The US Commerce Department's latest move to block companies from selling products to Huawei that were created with American technology, equipment or software has undoubtedly hurt the Chinese telecoms giant. But it won't be nearly enough to take it down.
Since Washington launched its campaign against Huawei two years ago (when the trade tensions between the US and China started to heat up, as President Trump started slapping more tariffs on foreign goods) the company has been strengthening ties with contract chipmakers in Taiwan and elsewhere, while ramping up its own microchip-technology arm, known as HiSilicon Technologies.
On Friday, Nikkei reported that Huawei had initiated conversations with other mobile chipmakers to try and figure out where it might source certain essential components for its handsets (remember, Huawei is the second-largest cellphone maker by sales volume) and other products.
Of course, the crackdown cuts both ways, as several American companies relied heavily on Huawei's business (they can still apply for licenses to continue selling to Huawei...so long as Commerce approves).
As we reported earlier this week, it's not just American chipmakers that are distancing themselves from Huawei: some Taiwan-based chipmakers are also dropping the telecoms giant for fear of being targeted by Treasury sanctions, including TSMC, the world's largest contract chipmaker.
Now, Huawei is reportedly in talks with MediaTek, the world's second-largest contract chip producer.
Huawei Technologies is seeking help from rival mobile-chip makers to withstand a U.S. clampdown aimed at crippling the Chinese company, sources familiar with the matter told the Nikkei Asian Review.
Huawei is in talks with MediaTek, the world's second-largest mobile chip developer after Qualcomm of the U.S., and UNISOC, China's second-largest mobile chip designer after Huawei's HiSilicon Technologies unit, to buy more chips as alternatives to keep its consumer electronics business afloat, the sources said.
To work with a contract chipmaker, Huawei would still need to design its own chips. Over the past two years, Huawei has expanded its team of engineers working on chip design to more than 10,000, Nikkei said.
To be sure, MediaTek already makes low- and medium-end chips for Huawei, evidence that the company, which was founded by a veteran of China's PLA, and purportedly maintains strong links to the Chinese military, has been bracing for the other shoe to drop. MediaTek, meanwhile, is still trying to figure out if it can meet Huawei's latest bid.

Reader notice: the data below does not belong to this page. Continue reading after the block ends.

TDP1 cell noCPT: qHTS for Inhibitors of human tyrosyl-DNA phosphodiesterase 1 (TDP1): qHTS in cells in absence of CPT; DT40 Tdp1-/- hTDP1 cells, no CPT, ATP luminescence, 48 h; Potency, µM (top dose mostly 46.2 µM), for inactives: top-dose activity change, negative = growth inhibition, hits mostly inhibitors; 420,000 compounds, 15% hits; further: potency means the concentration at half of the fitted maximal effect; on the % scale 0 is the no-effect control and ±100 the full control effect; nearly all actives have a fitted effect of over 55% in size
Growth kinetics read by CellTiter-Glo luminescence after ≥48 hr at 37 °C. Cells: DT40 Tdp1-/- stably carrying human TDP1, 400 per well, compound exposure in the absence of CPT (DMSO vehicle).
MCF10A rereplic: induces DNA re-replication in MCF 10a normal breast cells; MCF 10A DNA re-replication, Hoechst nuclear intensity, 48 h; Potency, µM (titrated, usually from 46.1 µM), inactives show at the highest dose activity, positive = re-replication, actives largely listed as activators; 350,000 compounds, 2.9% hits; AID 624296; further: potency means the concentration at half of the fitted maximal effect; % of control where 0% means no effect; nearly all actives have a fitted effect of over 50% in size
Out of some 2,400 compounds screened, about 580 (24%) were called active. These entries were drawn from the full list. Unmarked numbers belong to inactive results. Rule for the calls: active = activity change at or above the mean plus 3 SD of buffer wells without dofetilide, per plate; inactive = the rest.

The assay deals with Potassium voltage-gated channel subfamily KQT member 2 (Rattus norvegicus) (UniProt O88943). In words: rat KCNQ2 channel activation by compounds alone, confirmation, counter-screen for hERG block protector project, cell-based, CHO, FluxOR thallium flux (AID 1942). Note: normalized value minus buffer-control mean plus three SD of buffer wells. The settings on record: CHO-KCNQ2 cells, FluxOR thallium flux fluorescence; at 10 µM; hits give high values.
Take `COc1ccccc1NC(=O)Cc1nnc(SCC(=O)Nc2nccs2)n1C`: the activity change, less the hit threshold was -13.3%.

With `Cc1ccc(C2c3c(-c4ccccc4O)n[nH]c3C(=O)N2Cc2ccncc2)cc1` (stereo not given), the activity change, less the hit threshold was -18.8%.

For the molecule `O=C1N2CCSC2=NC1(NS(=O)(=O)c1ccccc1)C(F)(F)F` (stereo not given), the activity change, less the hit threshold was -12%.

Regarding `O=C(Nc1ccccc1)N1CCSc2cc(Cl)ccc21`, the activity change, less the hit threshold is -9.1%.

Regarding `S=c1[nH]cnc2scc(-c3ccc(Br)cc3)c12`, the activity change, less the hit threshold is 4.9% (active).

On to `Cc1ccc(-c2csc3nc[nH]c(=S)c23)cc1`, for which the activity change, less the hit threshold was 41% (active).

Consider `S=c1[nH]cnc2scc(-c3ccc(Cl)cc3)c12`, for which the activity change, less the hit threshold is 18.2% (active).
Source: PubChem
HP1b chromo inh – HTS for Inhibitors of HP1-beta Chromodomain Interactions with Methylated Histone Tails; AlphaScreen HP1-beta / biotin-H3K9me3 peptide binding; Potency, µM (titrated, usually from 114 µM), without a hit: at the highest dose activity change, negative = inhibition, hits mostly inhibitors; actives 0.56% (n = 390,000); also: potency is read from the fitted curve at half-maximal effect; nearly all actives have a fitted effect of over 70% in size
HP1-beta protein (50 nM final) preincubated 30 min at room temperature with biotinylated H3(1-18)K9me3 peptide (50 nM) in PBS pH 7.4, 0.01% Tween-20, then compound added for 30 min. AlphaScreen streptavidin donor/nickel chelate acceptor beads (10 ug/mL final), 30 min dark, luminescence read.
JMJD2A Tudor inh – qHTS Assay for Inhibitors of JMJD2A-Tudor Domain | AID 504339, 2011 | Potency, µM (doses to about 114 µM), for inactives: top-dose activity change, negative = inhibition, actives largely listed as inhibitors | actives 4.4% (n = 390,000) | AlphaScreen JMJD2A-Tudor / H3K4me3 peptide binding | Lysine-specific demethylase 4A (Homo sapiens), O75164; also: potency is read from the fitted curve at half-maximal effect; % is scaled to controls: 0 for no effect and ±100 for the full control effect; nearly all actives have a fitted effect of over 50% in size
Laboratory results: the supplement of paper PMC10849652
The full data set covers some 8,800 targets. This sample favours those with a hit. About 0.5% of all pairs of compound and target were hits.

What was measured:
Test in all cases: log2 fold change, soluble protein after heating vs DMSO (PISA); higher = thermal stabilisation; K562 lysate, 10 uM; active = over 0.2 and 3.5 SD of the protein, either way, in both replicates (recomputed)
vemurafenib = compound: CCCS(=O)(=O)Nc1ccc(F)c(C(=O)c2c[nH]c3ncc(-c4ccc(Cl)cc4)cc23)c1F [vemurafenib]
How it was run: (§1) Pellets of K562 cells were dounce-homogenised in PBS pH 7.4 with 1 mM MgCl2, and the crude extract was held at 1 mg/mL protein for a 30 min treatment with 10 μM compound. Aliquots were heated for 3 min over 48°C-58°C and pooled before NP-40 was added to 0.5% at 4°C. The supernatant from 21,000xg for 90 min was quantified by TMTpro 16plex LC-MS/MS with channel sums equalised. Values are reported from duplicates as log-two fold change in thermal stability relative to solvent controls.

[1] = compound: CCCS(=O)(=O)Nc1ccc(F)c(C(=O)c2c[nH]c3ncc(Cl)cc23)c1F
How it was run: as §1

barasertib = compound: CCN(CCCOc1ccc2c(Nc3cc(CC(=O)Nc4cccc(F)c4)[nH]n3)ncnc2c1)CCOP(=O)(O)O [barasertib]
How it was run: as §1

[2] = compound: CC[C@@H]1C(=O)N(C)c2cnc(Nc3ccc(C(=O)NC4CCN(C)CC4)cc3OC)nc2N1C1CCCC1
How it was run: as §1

"Huawei has foreseen this day coming. It started to allocate more mid- to low-end mobile chip projects to MediaTek last year amid its de-Americanization efforts," one of the sources said. "Huawei has also become one of the key clients for the Taiwanese mobile chip developer's mid-end 5G mobile chip for this year."
MediaTek is evaluating whether it has sufficient human resources to fully support Huawei's aggressive bid, as the Chinese company is asking for volume 300% above its usual procurement in the past few years, another source familiar with the talks said.
The situation has also created an opportunity for small Chinese chipmakers (working, we imagine, mostly with technology stolen from American and Taiwanese companies) to expand.
Huawei also seeks to deepen its collaboration with UNISOC, a Beijing-backed mobile chip developer that relies mostly on smaller device makers as customers and mainly supports entry-level products and devices for emerging markets. Previously, Huawei used only very few UNISOC chips for its low-end smartphone and tablet offerings, sources said.
"The new procurement deals would be a great boost to help UNISOC further upgrade its chip design capability," said a chip industry executive. "In the past, UNISOC was struggling quite a bit, because it could not really secure big contracts with global leading smartphone makers as these top smartphone makers could find better offerings elsewhere. This time could be an opportunity that it could really seek to match the international standard."
UNISOC last year accelerated its 5G chip development to catch up with Qualcomm and MediaTek, Nikkei has reported. More recently, the company received 4.5 billion yuan ($630 million) from China's national integrated circuit fund, the so-called Big Fund.
UNISOC is preparing to list on the Shanghai STAR tech board, the Chinese version of Nasdaq, later this year. Qualcomm has needed a license from the U.S. Department of Commerce to supply Huawei since mid-May of 2019.
Huawei has already expanded production of in-house mobile processors for its smartphone business to 75%, up from 69% in 2018 and 45% in 2016, according to to data from GF Securities cited by Nikkei. Huawei shipped 240 million smartphones in 2019. And with China now throwing caution to the wind and cracking down on Hong Kong, we wouldn't be surprised to see more Huawei drama in the headlines next week, with serious market repercussions for the US semiconductor industry.